The Union of BC Municipalities passed two familiar housing-related resolutions within the first two hours of their policy session today.
The first, passed without related debate or discussion, will see the UBCM lobby the provincial government to develop a strategy that utilizes the use of pine beetle affected timber in the construction of homes throughout the BC, and demands that BC mills be utilized as part of the strategy to reduce BC’s housing shortage.
The UBCM has passed similar resolutions to support the use of BC wood for construction of homes, and specifically pine beetle affected timber, since 1999 and 2002 respectively. This resolution, however, was the first to link the use of BC lumber specifically to the province’s housing strategy and affordable housing crisis.
The second resolution was put forward by the City of Vancouver, and also submitted and endorsed by Coquitlam, Surrey, Richmond Port Moody, and New Westminster. It called for the UBCM to urge the provincial and federal government to develop a National Affordable Housing Strategy that provides necessary long-term funding to support the construction of affordable housing across the province.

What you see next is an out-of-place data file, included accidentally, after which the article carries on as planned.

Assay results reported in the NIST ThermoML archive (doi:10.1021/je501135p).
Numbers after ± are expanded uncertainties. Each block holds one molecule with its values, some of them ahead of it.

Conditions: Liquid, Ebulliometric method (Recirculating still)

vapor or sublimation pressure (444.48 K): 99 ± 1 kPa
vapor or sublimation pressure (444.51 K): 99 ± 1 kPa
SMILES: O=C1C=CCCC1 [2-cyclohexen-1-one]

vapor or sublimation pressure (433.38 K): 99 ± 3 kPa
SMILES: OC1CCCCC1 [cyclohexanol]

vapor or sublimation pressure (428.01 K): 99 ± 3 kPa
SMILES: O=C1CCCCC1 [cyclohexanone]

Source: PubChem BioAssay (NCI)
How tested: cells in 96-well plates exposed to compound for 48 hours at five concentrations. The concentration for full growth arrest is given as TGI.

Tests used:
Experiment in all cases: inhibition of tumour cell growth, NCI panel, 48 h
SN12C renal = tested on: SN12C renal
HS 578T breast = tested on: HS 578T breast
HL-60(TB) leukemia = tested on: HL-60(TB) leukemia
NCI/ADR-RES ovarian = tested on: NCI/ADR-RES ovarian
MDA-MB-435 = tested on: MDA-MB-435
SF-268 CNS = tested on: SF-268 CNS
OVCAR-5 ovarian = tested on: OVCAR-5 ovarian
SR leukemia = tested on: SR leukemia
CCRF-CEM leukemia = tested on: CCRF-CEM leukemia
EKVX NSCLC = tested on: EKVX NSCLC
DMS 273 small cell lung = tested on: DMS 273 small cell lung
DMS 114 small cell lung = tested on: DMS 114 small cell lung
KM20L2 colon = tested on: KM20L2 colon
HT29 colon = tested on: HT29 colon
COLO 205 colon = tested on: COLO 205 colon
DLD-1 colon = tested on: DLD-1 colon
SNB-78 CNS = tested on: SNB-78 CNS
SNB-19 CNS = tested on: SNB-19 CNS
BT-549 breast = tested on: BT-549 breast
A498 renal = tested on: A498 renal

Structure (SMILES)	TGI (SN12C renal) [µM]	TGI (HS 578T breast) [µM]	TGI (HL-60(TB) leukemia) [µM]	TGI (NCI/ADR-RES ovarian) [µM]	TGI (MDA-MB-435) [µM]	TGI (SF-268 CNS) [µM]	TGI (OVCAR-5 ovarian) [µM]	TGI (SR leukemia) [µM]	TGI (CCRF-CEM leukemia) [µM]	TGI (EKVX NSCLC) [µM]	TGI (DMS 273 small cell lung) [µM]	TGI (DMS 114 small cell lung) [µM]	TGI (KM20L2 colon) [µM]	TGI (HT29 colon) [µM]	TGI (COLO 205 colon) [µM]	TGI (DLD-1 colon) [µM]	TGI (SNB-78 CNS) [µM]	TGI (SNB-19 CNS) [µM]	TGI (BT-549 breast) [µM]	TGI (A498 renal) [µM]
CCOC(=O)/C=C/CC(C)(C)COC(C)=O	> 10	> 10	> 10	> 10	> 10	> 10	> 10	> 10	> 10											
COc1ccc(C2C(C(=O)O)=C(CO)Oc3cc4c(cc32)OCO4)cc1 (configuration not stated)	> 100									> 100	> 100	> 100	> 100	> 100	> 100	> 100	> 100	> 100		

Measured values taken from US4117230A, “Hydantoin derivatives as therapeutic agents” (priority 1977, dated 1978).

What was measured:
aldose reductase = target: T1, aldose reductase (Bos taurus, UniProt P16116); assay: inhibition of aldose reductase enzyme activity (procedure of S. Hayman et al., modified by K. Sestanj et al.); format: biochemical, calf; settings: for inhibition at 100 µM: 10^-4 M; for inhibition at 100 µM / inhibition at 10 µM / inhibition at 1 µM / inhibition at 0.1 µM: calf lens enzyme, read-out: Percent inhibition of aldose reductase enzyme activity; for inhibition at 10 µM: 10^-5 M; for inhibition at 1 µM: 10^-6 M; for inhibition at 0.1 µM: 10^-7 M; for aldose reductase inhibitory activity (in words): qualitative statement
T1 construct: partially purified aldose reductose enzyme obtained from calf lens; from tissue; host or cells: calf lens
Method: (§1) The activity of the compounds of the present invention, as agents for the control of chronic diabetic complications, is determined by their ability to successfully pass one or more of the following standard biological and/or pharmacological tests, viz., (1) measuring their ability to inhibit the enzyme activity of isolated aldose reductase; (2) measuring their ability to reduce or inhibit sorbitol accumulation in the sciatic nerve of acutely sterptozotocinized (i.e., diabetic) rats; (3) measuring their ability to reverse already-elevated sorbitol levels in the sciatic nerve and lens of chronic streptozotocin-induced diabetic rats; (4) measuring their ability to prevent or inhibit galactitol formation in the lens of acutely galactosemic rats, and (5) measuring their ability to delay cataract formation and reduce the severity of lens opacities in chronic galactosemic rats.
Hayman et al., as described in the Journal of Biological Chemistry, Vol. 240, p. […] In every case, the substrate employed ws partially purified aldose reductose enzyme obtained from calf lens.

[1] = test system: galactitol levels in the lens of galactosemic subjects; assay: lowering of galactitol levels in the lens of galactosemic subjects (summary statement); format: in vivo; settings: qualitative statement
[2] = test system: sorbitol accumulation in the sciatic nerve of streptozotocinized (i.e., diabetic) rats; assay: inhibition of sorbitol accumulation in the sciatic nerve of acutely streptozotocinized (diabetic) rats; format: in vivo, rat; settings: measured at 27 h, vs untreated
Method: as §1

The resolution was originally put into a much later part of the agenda, because the UBCM has passed similar resolutions enough times in the past that it is considered UBCM standing policy. However, Vancouver Councillor Ellen Woodsworth requested the resolution be addressed sooner due to the urgency of the housing crisis is the province, and the membership voted to bring the item forward in the agenda.
Members from Victoria, Ladysmith, Kelowna, Columbia Shushwap, and other areas spoke in support, but the resolution received criticism from Allan Patton, Director of Area-C, Rural Oliver, Regional District Okanagan-Similkameen.
“This is a feel-good resolution that doesn’t make me feel good and that’s because the development industry is not included in the affordable housing planning strategy,” he said.
“We shouldn’t be supporting a resolution that only includes taxpayer funding for affordable housing.”
After Patton spoke, the resolution passed without further discussion.
Christine McLaren reports for The Tyee.